How to Use Beat Grids in Traktor 3

2013-06-27

Traktor DJ Studio 3 is a vinyl emulation software that was created to revolve the DJ´s world. Along with another version called Traktor Scratch Pro, they make an amazing duo.

Traktor 3 and its different versions are by far the most chosen software to work by professional DJ´s and fans. The distribution of the keys has been made in a way that the operator feels comfortable working on it but if that wasn´t enough, it gives you the opportunity to distribute them the way you want.

It is free and fast to download, don´t mess around anymore, Traktor 3 is the program you´ve been looking for to create that full disco effect in your parties.

Hey there, fellow Digital DJs! Today, we are going to be looking at Beat Grids in Traktor. This program used to be called Traktor DJ Studio and now it's just Traktor.

Basically, when Traktor analyzes a song, it creates an overview of hashmarks which indicate the peak of a waveform where there most likely is a beat. The program uses these marks to figure out what the BPM of the song is and to help you automatically drop synchronized loops in time. However, in breakdowns and in songs with more difficult rhythmic material, you’re gonna need to drop a beatmarker and perfect a beat grid to really define the exact BPM of a song and to make sure all of your loops are perfect every time.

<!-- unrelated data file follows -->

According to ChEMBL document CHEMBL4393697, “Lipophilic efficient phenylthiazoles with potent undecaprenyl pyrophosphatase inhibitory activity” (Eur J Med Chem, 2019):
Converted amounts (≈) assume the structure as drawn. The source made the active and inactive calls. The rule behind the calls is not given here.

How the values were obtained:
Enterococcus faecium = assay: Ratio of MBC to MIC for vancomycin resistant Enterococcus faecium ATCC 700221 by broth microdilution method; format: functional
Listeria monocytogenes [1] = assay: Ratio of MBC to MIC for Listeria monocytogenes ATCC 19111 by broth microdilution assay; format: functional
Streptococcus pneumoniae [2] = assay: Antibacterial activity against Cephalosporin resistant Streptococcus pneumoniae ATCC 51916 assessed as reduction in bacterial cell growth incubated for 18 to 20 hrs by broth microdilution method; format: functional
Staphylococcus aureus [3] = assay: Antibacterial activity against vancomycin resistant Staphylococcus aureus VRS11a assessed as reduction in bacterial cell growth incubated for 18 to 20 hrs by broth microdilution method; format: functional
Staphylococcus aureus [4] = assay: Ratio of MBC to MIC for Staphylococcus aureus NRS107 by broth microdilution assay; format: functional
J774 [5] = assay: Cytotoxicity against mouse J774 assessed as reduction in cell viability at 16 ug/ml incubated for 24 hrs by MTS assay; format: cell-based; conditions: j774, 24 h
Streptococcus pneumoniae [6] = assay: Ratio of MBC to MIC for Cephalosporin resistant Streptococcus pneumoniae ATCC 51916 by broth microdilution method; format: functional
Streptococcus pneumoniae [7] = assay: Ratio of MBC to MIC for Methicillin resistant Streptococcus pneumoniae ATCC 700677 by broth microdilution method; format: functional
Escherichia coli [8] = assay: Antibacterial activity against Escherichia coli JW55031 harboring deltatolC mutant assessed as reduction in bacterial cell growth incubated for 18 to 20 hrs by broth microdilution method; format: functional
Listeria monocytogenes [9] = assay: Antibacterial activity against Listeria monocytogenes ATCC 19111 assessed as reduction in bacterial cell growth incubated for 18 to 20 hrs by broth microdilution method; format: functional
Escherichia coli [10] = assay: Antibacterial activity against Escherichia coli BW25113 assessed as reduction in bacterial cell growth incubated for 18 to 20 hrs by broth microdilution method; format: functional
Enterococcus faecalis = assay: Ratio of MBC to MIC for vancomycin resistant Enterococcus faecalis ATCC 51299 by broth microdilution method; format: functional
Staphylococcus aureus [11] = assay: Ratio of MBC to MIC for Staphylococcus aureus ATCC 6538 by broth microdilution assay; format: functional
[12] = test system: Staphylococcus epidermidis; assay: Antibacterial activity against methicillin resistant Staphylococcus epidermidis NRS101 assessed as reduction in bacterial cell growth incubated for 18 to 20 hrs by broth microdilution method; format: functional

In order to quickly do this, I’ve created a set of hotkeys for you to get us through the process more efficiently. After you’ve set these up, go back into the program, go up to the Settings window, then Hotkey setup.

There, you’ll find a place to load your list.

Once this is all set up, we can take a peek at how this works. As you’ll probably notice, the hotkeys are set up across the top of the keyboard so you can use two hands. On the left side, we have Drop Cue, Drop Beatmarker, and Lock/Unlock a Beatmarker. Meanwhile on the right, we’ve got Move the Grid Right, Move the Grid Left, Pause, and Play.

Here’s how this works. First, we need to set a beatmarker. I like to do this on a snare because it has the best chance of lining up with other songs. I’ll use the circled nudge button to figure out just where the top of that snare is and then drop the beatmarker there.

You’ll notice then that all of the lines after that beatmarker have shifted. If I unlock the beatmarker, you’ll notice that the hashmarks are on the peak with the beatmarker:

The grid has now changed. It’s now been created based off of the start point that I created and it’s laid across the whole song based on the tempo that it thinks the track is. In order to perfect this grid, we need to adjust the tempo.

Next, we’re just going to go through and take a look. Notice that as we get further along the hashmark and the hashmark of the beatgrid, the beat of the actual song are starting to get further and further apart.

What you want to do to remedy this is use the Move Grid Right key once you have it up against those lines. After this, move a little bit further down into the song.

Once we get to the end of the song, these grids and beats should be aligned perfectly, as such:

Double-check by going back through the song to make sure everything is still good. We have a perfect beatgrid.

Now we can drop a loop in anywhere into the song and it’ll be perfectly in time.

Next, we’re gonna drop some cue markers. While a beatmarker is a great way to keep your track in time, we want to visually see what’s happening in the song without hearing it first.